Friday, July 10, 2009

China Days

I think that Murphy's Law was conceived in China. "If anything can go wrong it will." The original law actually stated, "If anything can go wrong in a frustratingly illogical way, it will." And from this law was birthed a common occurrence known as "A China Day."

My first China day happened back in the summer of '98 when I was helping with a group of students on a summer language study program. I was in charge of changing some money, and I had to do it that day (I was supposed to give someone the money that morning) and I had to go to SEVEN places to change money. Every place it was a different story - they didn't have enough money to exchange, they weren't open yet, they wouldn't change with me because I didn't stay in their hotel, the name on my passport was my maiden name and they couldn't understand the amendment in the back with my married name, they were closed for nap time . . . . and on it went. By the end of a China day, it's best to go home and watch some Jim Gaffigan talk about ketchup or something equally American. Actually, it's probably better to pray but you make the call.

So far here this time I haven't had any major China days. Just China moments where your phone runs out of money suddenly without the usual, "Your balance have little money, please recharge in time" message, or you get lost at the mercy of a taxi driver who smells like cigarette smoke and tea, or you drag 20 pounds worth of cardboard 600 meters for 5 kuai. But yesterday, I had a China day.

Thankfully, I had a China day with Erik. Usually he can keep my spirits high on days like those, but he'd been fasting for several days so we did a role reversal. I told him if he would like me to be consistently positive and joyful like that all the time, maybe he should be more consistently grumpy. It's like there's only enough joy in this family for one person at a time on a bad day. We're working on that. :)

It began when we decided to leave the kids with friends and maid support, and get our driver's licenses. We had been told differing things about the best process for this. Some said "do it yourself, it's easy" and others said, "Pay this company to help you - it saves tons of time!" We are all about valuing time over money, but it did seem like all we had to do was get our eyes checked at a local hospital and take the forms to the driver's license bureau. From there we would have to sign up to take the test at a later date. But we forgot - there is no easy in China.

Well, our first problem came in not being able to find the hospital on the congested street. When we finally found it, they kept sending Erik back out to the car for more pictures and documents while they tried to have me fill out their forms in Chinese characters. We both then managed to fail the eye test - Erik because of his lazy eye and me because all my contacts are in the shipment and my glasses broke. We told them these facts but they were undeterred. So we walked to another hospital 2 blocks down and found the office we needed to visit was closed. (as we walked we planned how to cheat on the next test by giving each other signals. Look what China does to us!) That was enough for us to say, "Ok, we're paying someone to do this!"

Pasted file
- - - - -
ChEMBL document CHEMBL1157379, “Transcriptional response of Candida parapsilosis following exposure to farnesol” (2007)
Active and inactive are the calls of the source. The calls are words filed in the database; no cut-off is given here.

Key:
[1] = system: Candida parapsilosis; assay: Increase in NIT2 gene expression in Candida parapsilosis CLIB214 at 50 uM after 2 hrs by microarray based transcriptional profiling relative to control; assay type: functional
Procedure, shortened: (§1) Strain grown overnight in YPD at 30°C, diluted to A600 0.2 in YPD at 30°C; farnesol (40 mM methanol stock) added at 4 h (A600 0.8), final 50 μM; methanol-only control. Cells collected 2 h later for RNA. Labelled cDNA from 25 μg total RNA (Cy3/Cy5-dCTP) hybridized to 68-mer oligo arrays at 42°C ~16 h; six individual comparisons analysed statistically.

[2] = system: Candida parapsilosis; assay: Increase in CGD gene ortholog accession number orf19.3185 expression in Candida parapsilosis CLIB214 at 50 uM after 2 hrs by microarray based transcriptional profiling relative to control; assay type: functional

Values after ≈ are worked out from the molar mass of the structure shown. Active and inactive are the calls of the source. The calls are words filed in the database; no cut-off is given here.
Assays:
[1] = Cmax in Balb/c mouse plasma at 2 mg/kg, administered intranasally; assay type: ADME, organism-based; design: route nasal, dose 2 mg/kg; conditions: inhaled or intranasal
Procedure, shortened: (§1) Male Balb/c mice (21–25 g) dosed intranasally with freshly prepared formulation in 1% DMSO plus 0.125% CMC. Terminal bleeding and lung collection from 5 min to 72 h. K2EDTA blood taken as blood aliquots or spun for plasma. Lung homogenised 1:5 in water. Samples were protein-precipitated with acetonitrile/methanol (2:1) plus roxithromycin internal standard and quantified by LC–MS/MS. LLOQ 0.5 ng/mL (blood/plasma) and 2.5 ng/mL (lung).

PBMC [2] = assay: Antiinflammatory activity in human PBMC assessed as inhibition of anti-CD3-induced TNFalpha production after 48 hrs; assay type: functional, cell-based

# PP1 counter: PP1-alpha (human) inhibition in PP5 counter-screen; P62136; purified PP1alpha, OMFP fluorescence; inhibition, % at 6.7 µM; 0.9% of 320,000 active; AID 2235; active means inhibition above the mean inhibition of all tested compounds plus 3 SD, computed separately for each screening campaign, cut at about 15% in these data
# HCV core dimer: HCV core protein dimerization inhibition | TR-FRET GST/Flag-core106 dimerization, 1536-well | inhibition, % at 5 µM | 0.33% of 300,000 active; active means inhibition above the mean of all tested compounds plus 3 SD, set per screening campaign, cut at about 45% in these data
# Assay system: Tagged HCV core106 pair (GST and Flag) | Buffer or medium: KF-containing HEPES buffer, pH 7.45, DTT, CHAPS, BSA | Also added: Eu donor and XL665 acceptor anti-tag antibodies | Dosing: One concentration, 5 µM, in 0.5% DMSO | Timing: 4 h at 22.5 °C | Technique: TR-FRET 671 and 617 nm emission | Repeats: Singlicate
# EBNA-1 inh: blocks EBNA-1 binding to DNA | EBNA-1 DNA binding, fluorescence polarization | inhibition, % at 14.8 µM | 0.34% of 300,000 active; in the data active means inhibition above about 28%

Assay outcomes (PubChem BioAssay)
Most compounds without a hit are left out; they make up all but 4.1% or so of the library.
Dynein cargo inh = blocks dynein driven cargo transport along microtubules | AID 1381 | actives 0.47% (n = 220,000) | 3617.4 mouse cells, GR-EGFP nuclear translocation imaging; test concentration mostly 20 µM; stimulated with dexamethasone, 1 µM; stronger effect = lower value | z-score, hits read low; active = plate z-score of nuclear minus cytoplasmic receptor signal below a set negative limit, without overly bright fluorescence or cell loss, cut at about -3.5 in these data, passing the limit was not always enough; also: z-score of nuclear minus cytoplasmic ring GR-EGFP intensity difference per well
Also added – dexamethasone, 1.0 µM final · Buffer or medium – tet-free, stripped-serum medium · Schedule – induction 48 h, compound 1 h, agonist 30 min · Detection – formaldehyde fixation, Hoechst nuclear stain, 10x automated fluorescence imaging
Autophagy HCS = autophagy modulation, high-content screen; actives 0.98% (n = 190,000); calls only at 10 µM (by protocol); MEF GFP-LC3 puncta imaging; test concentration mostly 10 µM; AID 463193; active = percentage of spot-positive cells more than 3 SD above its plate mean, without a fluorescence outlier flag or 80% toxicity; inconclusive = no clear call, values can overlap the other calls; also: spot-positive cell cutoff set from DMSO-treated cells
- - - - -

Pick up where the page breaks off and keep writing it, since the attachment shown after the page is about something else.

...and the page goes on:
That required a drive across town. That's right, a drive. This is the second time, in the second country, that we have driven to our driver's test. I hate to say it, but China has made me comfortable with some level of illegality. There, we couldn't find the office. The guard in one building said, "It's in building B, go there." In building B they said, "That's not here, try building A." Repeat step 1, back to building B. The problem many places in China is that workers are only given enough information for their small circle of influence. Beyond that, they don't know, but they don't want to tell you they don't know. So they tell you whatever you want doesn't exist.

We finally located the office on level 7, gave them all our paperwork, and were informed that the receipt from our local police for Erik had the wrong birth date on it. We had to go back to the police, get a new receipt, and bring it back. It didn't matter that his driver's license and pasport gave the correct date. I just shook my head and said, "Erik, do you think this is the flat tire on our airplane?" He said, "I doubt it."

Sure enough, on our way home we decided to placate ourselves for having had such a runaround and also not having the opportunity to go furniture shopping as planned by going to Jenny Lou's, a western grocery store here, to pick up some fun snacks for Erik's birthday on Sunday. We missed the turn. Determined, we went to the next one, a few kilometers down, and turned back. Those were hard earned tortilla chips with lime and butter rum Nips.

Erik's China day didn't end there because he still had to go back to the police station, the bank, and the hard ware store, all on no energy. A lesser man would have cracked under such pressure.

But the good thing about China days is that later you can look back and laugh. And hope for better days.


Nonna said...

I know it wasn't funny at the time, but it certainly was amusing to read! What a fiasco!

Starlene said...

Yikes! I don't think I would have made it through that day without throwing a fit. Seriously, yikes!